PEN Afrikaans Translation Fund Is Open, Two Deadlines This Year

In News by Porter Anderson2 Comments

Established in June 2017, the new PEN Afrikaans Translation Fund supports international publishers who successfully apply for grants to fund translation of Afrikaans works into other languages.

On Long Street in South Africa’s Cape Town. Image – iStockphoto: Sohadiszno

By Porter Anderson, Editor-in-Chief | @Porter_Anderson

‘To Promote Afrikaans Literature Internationally’
Literature “that is not available in translation,” say the organizers of the new PEN Afrikaans Translation Fund, “cannot be considered a world literature.”

Some 7 million people in South Africa reportedly speak Afrikaans as a native language today. That’s about 13.5 percent of the population. It’s the majority language of the western half of the country, covering the Northern Cape and Western Cape.

With that in mind, a translating funding program was established last June with financial support from the Trust for Afrikaans Education. The stated objective is “to promote Afrikaans literature internationally by generating more translations and translated publications of noteworthy Afrikaans works.

“Not only is the translation of Afrikaans literary works into other world languages—especially languages like English, Dutch, French, German, Italian, Spanish and the Scandinavian languages—an acknowledgment to the authors regarding the quality of their work and an opportunity to earn more income; it is also good for Afrikaans as a language.”

Bettina Wyngaard

A year before the establishment of the new translation fund, PEN America published an article about PEN Afrikaans in which board member and author Bettina Wyngaard wrote, in part, “The use of Afrikaans, the third-most-spoken language in the country” of 11 official languages, “as a language of communication is becoming increasingly politicized because of its historical connection to the apartheid government.

“This is creating mounting pressure on Afrikaans mother-tongue speakers to receive an education in English. It is our hope that, by showing that Afrikaans is not only a language spoken by a white minority, the stigma surrounding the use of the language will be lessened.”

The article also reported that “Cape Flats” Afrikaans, a variant spoken by urban, black South Africans, was being integrated into standard Afrikaans and that both nonfiction from the apartheid years and dystopian fiction were becoming more popular in the language.

International publishers who want to translate an Afrikaans title into another language are eligible to receive grants under this new translation funding initiative. The first deadline for applications this year falls on May 15. There’s a second deadline for this year on November 15.

Eligible titles must be:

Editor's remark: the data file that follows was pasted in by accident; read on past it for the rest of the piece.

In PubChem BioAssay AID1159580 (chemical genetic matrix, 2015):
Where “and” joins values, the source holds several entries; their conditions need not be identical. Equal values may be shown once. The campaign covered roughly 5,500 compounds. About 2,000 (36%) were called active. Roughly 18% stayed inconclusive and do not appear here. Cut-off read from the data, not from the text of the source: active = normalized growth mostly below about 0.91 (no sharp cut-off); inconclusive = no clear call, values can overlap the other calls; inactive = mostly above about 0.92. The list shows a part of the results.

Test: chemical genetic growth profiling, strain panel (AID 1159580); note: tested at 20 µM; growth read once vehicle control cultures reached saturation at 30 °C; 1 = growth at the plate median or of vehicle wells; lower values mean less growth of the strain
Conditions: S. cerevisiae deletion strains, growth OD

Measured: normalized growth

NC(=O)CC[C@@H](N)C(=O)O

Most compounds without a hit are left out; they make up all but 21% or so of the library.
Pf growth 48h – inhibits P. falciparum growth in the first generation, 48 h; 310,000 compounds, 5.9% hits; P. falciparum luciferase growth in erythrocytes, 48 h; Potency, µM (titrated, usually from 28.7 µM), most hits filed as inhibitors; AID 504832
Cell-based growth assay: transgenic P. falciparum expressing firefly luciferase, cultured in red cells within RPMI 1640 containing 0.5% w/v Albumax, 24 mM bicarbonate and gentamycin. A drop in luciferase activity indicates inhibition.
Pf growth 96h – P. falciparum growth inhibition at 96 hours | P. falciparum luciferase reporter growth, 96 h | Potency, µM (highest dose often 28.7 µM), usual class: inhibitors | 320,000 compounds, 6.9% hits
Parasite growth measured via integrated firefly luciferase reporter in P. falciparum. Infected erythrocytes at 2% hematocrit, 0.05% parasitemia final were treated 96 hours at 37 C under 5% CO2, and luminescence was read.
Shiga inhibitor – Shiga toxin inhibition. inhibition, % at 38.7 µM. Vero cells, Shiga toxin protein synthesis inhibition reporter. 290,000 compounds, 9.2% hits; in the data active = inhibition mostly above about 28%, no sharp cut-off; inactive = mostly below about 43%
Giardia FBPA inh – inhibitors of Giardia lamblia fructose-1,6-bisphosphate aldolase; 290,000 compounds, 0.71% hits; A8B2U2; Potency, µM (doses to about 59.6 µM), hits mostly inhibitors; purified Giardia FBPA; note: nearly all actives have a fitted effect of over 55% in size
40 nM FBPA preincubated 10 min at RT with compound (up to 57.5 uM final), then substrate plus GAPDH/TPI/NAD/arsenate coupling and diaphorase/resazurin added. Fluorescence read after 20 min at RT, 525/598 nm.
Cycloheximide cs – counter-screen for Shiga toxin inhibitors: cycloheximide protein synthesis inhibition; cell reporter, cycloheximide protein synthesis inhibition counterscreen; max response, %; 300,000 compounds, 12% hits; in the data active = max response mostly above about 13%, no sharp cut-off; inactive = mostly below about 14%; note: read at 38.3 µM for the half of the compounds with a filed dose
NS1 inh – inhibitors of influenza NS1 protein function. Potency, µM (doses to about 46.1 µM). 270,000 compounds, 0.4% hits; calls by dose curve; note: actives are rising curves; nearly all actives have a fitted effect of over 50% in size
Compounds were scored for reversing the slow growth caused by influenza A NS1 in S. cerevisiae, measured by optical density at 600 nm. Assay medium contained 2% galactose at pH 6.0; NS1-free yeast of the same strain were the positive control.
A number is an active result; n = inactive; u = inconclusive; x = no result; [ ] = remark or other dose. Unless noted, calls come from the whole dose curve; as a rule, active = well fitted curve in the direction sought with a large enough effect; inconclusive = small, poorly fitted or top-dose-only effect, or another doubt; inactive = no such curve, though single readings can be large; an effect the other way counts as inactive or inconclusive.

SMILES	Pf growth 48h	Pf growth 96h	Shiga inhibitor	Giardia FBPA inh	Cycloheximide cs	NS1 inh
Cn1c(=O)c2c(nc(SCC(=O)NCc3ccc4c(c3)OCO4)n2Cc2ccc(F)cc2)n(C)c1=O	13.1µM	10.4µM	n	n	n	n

• Originally written in Afrikaans
  • Published in Afrikaans, in South Africa
  • Published by an established publisher
  • Either a novel, poetry, short story collection, narrative nonfiction, a text-based children’s or YA book

International publishers seeking funding for translation of Afrikaans work can assign no more than two translators to a single project, and it is highly preferred that the translation be made directly from Afrikaans, not through an intermediary language.

The program also requires the presentation of  “a satisfactory marketing plan” including distribution, and an eight-to-10-page sample translation.

Full details of the requirements of the program and a downloadable application form are here.

About the Author

Porter Anderson

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Porter Anderson is Editor-in-Chief of Publishing Perspectives. He is also co-owner and editor with Jane Friedman of The Hot Sheet, the newsletter for trade and indie authors. He formerly was Associate Editor for The FutureBook, at London's The Bookseller. Anderson has also worked with CNN International,, CNN USA, the Village Voice, the Dallas Times Herald, and other media.


  1. Interesting! Please help. I have translated Erlank’s book Jaffie into English for the love of the book. I love to work with languages, English, Dutch and Afrikaans, and took that translation on as a challenge, expecting the task to be too daunting. Where do I go with the manuscript now?? I am confident that the translation is good and retains the character of the original. Please advise.

    1. Author

      Hi, Phil,

      I’m afraid we cannot advise you on what to do with your translation work, as we’re a news medium. It might seem logical, however, for you to be in touch with PEN Afrikaans, however, if your work is relevant. If they aren’t able to help you, I’m sure they can put you in touch with one of their international chapters that’s closer to the work you’re doing.

      Thanks for reading us.

      On Twitter: @Porter_Anderson @PubPerspectives

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